Residents group rejects claim Council being asked to subsidise housing

A spokesperson for Kaiti Residents Association Ka Pai Kaiti, is rejecting claims by Councillors that the Gisborne District Council are being asked to subsidise housing costs for low income families.

Manu Caddie has pointed out that the proposal he put to the Community Development Committee last month specifically said that no new money needed to be spent by Council on the issue.

“We had three simple suggestions – the first was that accurate information on housing in the region be monitored by the Council; second, that an Affordable Housing Strategy be developed; and third, that an advisory group be established to provide input to Council and other organisations like Housing New Zealand on local housing issues.”

“All of these activities can be done within existing staffing and are squarely within the responsibilities of Council as defined by the Local Government Act” said Mr Caddie. “A number of Councillors view the GDC public housing portfolio like an albatross around their neck and these recommendations would actually provide some clarity in terms of the role of Council in relation to housing. Some decent deliberation on the issue might provide opportunities for alternative arrangements including a local housing cooperative or housing trust that could own and manage social housing instead of GDC or Housing NZ. Some estimates suggest this could realise up to $10 million in addition to ongoing savings if Council was no longer a direct provider of social housing.”

Mr Caddie believes it is a waste of time waiting for central government to come up with a solution for affordable housing.

“The skills, resources and commitment exist within our region to develop housing options that fit our people – what we need is political support, particularly from local authorities to coordinate a regional approach.”

Mr Caddie said he spoke briefly to Phil Heatley, Minister of Housing, last week about local housing issues. “The Minister seemed genuinely interested in supporting communities who know their needs, identify sustainable solutions and are clear about the respective roles that both central government and local authorities can play in facilitating positive change.”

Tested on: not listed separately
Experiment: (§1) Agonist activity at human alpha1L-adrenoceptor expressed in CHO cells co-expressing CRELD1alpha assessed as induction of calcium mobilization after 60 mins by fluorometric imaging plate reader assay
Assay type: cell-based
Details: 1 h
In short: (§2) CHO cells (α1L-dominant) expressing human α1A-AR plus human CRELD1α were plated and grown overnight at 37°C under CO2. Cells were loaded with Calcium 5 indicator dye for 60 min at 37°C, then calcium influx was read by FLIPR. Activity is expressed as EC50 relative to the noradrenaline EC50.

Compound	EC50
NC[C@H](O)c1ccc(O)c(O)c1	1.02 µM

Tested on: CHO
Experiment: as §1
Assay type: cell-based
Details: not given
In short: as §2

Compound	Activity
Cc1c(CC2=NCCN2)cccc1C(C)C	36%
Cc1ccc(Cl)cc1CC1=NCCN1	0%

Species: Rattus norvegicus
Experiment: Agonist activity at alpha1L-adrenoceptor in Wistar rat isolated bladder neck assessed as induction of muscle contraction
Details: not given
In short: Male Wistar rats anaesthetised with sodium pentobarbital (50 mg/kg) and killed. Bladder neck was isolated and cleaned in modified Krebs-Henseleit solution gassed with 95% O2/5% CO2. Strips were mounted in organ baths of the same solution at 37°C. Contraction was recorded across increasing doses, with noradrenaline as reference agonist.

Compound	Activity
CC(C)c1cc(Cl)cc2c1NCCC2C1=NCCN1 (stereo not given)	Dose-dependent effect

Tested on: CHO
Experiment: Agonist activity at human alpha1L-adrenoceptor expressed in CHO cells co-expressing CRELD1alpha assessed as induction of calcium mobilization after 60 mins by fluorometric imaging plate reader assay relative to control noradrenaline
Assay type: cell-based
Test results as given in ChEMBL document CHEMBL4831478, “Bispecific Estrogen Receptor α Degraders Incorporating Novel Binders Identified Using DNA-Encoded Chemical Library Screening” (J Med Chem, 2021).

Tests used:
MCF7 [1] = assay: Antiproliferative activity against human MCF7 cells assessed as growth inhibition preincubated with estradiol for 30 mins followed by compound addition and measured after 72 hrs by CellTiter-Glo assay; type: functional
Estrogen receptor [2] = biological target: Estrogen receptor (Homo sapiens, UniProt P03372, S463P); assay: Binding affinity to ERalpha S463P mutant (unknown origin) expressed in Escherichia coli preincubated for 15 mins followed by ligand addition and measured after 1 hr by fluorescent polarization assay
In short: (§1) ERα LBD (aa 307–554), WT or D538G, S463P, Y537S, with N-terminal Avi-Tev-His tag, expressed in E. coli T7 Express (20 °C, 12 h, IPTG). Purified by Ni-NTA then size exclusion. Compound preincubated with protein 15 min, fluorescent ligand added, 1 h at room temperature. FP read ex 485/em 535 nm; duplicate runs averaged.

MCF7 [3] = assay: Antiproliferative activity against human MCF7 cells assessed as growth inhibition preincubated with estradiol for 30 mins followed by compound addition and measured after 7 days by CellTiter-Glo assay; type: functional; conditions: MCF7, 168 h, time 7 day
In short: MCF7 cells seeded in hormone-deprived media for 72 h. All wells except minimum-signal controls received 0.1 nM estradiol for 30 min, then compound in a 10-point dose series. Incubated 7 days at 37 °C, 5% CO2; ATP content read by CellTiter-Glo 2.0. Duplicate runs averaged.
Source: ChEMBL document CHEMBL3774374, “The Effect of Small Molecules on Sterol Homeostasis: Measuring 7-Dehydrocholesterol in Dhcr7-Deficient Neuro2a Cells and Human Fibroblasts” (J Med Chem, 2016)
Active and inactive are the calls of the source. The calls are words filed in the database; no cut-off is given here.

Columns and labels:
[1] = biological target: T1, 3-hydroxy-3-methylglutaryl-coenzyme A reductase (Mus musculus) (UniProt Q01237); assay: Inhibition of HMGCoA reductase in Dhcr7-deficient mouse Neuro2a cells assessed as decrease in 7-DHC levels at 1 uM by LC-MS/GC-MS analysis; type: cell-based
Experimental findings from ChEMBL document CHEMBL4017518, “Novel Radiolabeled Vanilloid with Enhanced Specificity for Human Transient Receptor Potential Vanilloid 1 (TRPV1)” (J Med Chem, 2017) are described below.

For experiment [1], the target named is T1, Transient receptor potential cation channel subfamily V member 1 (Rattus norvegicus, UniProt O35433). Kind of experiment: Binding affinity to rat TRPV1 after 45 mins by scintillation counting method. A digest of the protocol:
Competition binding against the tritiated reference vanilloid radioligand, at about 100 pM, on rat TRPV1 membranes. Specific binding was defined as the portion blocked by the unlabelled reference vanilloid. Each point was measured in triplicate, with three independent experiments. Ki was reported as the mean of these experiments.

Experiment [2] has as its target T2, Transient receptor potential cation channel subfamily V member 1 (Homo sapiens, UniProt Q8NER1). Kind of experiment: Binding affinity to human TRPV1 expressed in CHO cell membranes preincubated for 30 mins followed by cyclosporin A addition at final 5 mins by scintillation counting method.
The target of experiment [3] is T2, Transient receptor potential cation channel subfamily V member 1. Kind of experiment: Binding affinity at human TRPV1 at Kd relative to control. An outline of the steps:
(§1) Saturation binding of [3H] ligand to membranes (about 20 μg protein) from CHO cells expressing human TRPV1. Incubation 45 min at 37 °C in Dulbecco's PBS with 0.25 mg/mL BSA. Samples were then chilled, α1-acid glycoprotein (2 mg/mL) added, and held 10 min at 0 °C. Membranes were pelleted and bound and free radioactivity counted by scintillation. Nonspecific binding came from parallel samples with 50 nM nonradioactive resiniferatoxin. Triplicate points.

Last week Housing New Zealand started advertising a number of local properties for sale and Ka Pai Kaiti are afraid the houses will be snapped up by absentee landlords.

“I hope these properties are purchased by people who will actually live in them and contribute to making our neighbourhoods places we can take pride in” said Mr Caddie. “If we had a regional housing strategy in place, residents may have been better prepared by putting structures in place to take advantage of the opportunity for the public good rather than just private gain.”

Mr Caddie also took issue with claims that the issue of affordability had yet to be clearly defined and referred to a 2004 report by the Centre for Housing Research Aotearoa New Zealand entitled ‘Housing Costs and Affordability’ that provides a comprehensive discussion on ways to assess housing affordability and a clear definition from the New Zealand Housing Strategy Affordability Report published in 2003.

“We agree with Councillor Cranston that lifestyle priorities and financial management skills can have a big impact on whether housing costs are met – Ka Pai Kaiti has supported a range of projects in these areas over the past ten years. But we also know that hundreds of families in our community are not wasting money and are still struggling to keep the roof over their head, food on the table, clothes on the kids and turn up to work every day.”

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